Maggie Beauchamp runs from her stepfather's abuse, only to fear for her life when the Arizona stagecoach she is riding on is robbed. She rescues Cord Martin, who was shot during the robbery. The townsfolk think they are man and wife, not the strangers they are. Perfect. Now Maggie can hide from her past under a new name, and Cord can get the bedside care he needs. But when she identifies a robber she sees in town, Maggie sets into motion a chain of events that puts both their lives in jeopardy again.
What will happen if her past catches up with her? Can they resist temptation as they masquerade as man and wife--and for how long?
Alone and more frightened that she'd ever been, Maggie ducked down and ran along the boulders until she found an opening between them that was wide enough for her to slip in and hide. Her heart was beating so hard and fast that she was certain it would burst. She bit down on her bent finger to keep from crying out in terror. With her back flat against the rock, she listened to the shouts and laughter as the Indians did God only knew what. As the shouting lessened, she heard the team's harnesses clank loudly as if they had been dropped on the ground. Several bangs and cracks had to be the trunks and wooden boxes of goods that the coach had carried on top crashing to the ground.
Maggie concentrated on breathing slower through her mouth to keep from making any noise. She didn't dare look over the rock again, but even without giving her location away, she was certain the savages would find her. If only she had a pistol! If they found her, she would wish she were dead.
More hoots and laughter ensued until, suddenly, horses were galloping away. But as quickly as they started to leave, there was shouting, and the horses stopped. Two of the Indians sounded as if they were having an argument. The rest of their words were muffled by the sounds the horses made. A third authoritative voice quickly settled whatever they had disagreed on. The horses took off away from the coach once again. She thought they went in the direction the coach had been heading.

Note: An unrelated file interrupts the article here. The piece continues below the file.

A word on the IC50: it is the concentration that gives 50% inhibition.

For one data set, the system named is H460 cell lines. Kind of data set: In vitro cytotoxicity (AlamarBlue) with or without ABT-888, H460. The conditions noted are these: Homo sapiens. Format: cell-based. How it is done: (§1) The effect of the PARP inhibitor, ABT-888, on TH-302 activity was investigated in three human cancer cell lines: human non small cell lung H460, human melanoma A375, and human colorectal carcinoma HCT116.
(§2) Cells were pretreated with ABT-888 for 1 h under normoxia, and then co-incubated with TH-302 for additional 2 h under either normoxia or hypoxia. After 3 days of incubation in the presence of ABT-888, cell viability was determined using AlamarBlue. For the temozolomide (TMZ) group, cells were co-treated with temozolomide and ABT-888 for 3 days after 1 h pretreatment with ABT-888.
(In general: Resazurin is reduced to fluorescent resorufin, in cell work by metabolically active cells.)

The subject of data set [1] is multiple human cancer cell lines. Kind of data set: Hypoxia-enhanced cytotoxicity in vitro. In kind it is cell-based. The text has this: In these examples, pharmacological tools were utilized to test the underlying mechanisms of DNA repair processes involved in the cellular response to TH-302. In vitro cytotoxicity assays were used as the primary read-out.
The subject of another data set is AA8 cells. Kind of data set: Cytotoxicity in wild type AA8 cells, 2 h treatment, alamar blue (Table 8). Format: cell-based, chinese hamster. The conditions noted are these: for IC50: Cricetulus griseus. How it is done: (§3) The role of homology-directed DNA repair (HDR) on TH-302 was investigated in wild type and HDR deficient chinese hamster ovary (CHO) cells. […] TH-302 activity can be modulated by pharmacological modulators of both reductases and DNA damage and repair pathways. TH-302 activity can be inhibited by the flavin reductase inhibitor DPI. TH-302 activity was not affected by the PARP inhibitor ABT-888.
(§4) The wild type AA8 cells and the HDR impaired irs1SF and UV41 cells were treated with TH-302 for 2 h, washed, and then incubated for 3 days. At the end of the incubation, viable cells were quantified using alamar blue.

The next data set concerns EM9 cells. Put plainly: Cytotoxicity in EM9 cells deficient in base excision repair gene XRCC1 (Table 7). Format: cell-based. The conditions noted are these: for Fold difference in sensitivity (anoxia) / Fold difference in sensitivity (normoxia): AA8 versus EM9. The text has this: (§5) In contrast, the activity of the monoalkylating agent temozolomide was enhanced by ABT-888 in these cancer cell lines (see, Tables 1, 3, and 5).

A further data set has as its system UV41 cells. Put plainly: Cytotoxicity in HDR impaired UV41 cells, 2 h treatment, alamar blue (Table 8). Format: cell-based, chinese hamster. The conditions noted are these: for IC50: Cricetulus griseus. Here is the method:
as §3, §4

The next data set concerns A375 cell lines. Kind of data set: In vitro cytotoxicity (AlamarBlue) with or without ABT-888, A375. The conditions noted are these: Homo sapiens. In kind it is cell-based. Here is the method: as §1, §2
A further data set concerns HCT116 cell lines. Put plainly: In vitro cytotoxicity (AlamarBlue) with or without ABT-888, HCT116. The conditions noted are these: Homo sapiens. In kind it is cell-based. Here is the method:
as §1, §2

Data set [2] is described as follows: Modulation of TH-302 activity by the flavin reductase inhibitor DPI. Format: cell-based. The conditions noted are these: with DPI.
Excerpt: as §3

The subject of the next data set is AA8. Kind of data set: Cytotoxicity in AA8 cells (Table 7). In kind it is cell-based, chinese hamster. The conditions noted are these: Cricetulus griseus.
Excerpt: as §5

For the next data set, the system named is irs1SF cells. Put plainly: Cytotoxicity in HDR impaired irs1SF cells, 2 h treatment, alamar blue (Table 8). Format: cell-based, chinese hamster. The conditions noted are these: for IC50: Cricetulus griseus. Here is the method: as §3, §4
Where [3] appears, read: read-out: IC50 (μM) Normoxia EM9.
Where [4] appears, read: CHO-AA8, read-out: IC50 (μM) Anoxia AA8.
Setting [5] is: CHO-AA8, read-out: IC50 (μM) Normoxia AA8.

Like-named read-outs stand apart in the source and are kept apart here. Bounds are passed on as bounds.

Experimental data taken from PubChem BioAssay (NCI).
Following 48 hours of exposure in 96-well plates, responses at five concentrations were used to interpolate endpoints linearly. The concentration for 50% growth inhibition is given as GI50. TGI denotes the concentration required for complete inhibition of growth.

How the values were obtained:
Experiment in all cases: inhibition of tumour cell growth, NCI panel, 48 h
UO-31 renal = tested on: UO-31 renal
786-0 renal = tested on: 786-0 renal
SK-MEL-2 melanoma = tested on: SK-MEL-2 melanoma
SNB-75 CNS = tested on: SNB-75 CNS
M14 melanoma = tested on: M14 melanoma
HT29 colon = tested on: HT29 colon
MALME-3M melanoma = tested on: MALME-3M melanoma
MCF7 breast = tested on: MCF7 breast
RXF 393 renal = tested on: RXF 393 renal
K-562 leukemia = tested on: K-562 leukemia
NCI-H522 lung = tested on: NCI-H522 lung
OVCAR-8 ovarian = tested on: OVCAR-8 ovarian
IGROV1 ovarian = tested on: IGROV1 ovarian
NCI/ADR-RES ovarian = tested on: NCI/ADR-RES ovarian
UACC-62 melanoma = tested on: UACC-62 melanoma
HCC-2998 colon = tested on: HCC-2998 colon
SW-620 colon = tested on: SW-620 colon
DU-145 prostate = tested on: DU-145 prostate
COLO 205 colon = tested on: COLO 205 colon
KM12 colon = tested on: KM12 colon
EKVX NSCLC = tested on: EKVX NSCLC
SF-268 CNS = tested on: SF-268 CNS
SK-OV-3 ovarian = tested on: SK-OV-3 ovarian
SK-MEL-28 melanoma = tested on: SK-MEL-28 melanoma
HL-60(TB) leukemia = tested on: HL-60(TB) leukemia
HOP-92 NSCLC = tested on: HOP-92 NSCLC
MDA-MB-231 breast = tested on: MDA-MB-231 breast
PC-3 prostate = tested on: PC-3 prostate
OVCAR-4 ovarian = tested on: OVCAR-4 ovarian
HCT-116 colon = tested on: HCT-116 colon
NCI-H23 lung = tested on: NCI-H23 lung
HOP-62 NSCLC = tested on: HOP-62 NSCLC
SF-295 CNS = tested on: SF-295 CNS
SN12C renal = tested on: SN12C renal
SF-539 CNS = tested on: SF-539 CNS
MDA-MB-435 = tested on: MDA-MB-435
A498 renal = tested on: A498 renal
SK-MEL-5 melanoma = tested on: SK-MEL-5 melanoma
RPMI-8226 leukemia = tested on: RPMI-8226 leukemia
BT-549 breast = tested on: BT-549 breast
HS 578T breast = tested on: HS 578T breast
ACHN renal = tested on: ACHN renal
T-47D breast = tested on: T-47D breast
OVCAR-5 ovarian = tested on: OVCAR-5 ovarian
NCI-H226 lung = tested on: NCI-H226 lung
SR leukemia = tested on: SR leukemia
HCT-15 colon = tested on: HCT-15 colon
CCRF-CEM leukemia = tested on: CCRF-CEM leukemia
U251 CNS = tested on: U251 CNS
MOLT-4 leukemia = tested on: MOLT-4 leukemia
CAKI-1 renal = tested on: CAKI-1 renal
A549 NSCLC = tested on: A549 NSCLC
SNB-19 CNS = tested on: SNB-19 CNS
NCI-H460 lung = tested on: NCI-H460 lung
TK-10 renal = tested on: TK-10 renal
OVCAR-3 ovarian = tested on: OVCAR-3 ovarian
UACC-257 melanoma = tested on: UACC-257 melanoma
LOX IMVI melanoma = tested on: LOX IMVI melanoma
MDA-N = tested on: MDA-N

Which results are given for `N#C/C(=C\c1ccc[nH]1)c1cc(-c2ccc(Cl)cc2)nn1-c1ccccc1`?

The silence of the desert returned. Maggie didn't need to look to know that they had taken the team of horses that had pulled the coach. She was left alone in the Arizona desert with no way to get to safety that was miles away.
Lois Carroll, who also writes under the name Lois Schwartz, has been writing since her childhood when she received a daily diary as a gift. With a bachelor’s degree in English Literature and a master's in Theater, she began her writing and editing career working at a publishing company as a copy editor. Now a wife, mother, and grandmother, she writes full time in the home she shares with her husband in the desert of Arizona. When she's not writing, she's working on her service project, Sophie's Smocks, that has given hundreds of feeding/craft smocks free to kids and adults with Angelman Syndrome. You can read about her available books and email her through her web site at: http://loiscarrollbooks.com/